- celebrities/keynotes: often entertaining and informative
- technical experts: often dull but a path to Continuing Education credits to maintain your licenses and designations
- disguised sellers: annoying if you were expecting groups 1 or 2 instead of a sales pitch
There's a quote to the effect that you can't do a bad deal with a good person or a good deal with a bad person. Steve seemed to fall into the "good" category but how could we separate fact from legend?
SkepticismCan you trust the speakers you see? That's tough to answer. They routinely come across as nice people — a criterion for getting invited. Is that how they really are? Audiences can't easily tell from what they say. Tough questions — if asked — are easily side-stepped. There's rarely an objective assessment published by a reputable source. These factors seed distrust which the speakers can't remove themselves.
Your prospects face similar challenges evaluating you. There's a way to dispel the skepticism and engender trust.
When the legend becomes fact, print the legend.Steve's session provided a valuable marketing lesson: let others spread your legend. Not even Warren Buffett or Steve Jobs can spread their own. Like you, they need credible supporters to tell others.
— The Legend of Liberty Valance (IMDB)
I spoke to two fellow attendees who did work for Steve. They confirmed that he was genuine and true to his word. This mild form of consensus confirmed my impressions.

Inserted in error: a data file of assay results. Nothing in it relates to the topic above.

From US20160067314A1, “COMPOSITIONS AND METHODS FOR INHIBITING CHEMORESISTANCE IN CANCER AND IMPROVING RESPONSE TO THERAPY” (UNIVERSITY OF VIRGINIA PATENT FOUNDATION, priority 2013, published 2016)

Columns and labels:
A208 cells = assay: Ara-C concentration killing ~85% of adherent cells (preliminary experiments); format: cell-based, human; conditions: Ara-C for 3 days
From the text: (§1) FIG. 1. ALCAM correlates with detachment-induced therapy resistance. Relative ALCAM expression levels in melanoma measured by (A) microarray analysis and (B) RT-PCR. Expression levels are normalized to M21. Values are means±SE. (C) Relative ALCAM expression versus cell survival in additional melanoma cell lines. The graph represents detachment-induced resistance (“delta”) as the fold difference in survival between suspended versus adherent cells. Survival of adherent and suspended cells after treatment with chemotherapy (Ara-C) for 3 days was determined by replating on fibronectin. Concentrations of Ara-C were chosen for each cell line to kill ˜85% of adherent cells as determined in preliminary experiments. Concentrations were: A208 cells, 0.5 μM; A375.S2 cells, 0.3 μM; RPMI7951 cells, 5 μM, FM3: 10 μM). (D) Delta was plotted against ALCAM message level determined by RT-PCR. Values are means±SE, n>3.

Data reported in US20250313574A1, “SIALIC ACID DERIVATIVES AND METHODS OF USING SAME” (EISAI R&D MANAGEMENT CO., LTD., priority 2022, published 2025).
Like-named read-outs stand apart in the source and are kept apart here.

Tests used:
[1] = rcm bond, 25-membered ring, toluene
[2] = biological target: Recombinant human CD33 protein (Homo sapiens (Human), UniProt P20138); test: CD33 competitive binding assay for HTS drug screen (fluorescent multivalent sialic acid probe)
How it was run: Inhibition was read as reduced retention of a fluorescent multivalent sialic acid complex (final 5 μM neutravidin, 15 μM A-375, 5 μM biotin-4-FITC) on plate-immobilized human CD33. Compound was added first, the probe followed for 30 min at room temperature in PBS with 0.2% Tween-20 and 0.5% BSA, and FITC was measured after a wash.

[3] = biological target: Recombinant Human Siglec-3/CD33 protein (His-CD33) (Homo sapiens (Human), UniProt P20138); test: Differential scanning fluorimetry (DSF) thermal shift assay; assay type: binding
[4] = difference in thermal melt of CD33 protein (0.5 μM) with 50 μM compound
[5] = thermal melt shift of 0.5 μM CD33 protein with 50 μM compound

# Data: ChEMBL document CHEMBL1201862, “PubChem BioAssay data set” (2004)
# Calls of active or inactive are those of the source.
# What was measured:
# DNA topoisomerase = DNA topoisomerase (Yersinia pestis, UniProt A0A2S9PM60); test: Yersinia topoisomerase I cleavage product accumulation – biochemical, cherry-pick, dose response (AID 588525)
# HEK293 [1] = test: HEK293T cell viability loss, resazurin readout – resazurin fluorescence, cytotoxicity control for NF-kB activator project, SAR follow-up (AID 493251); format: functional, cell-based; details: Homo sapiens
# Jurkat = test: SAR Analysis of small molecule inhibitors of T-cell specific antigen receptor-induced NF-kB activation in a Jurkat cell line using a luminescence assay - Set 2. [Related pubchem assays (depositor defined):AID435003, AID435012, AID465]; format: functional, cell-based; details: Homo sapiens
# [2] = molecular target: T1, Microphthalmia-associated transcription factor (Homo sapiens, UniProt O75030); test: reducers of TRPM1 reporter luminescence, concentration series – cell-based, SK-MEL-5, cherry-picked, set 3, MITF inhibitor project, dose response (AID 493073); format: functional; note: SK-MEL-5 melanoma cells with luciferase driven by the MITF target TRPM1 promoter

The WayHow do you help your supporters help you? First, you need to be legend-worthy. Following the four habits of the highly referable helps. Also, you need to provide visible proof (see the three marketing essentials for today). That lets others check online to confirm what they heard.
Steve came across as fair — not after the last dollar (or $100,000). He's probably a tough negotiator but this aspect of his legend encourages suppliers to continue doing business with him. This is also a way to attract new deals.
When your legend is established, what you say is more likely to be believed without verification. For instance, Steve said he evaluates about 1,000 deals a year and accepts five. The other 995 provide practice. This looks like the 10,000 hour in practice. And adds to the legend.
- Steve Gupta exudes the confidence of a high-wire acrobat without a safety net (Macleans, Oct 2005)
- Hotelier keeps families in mind (Toronto Star, Mar 2007)
- Making rooms with a view to the future (Toronto Start, July 2009)
- Meet Steve Gupta, owner of 10 five-star hotels in Canada (YaHind, July 2010)
- The four habits of highly referable people
- The three marketing essentials for today
- Consensus: The fifth universal principle of influence
- image from YaHind News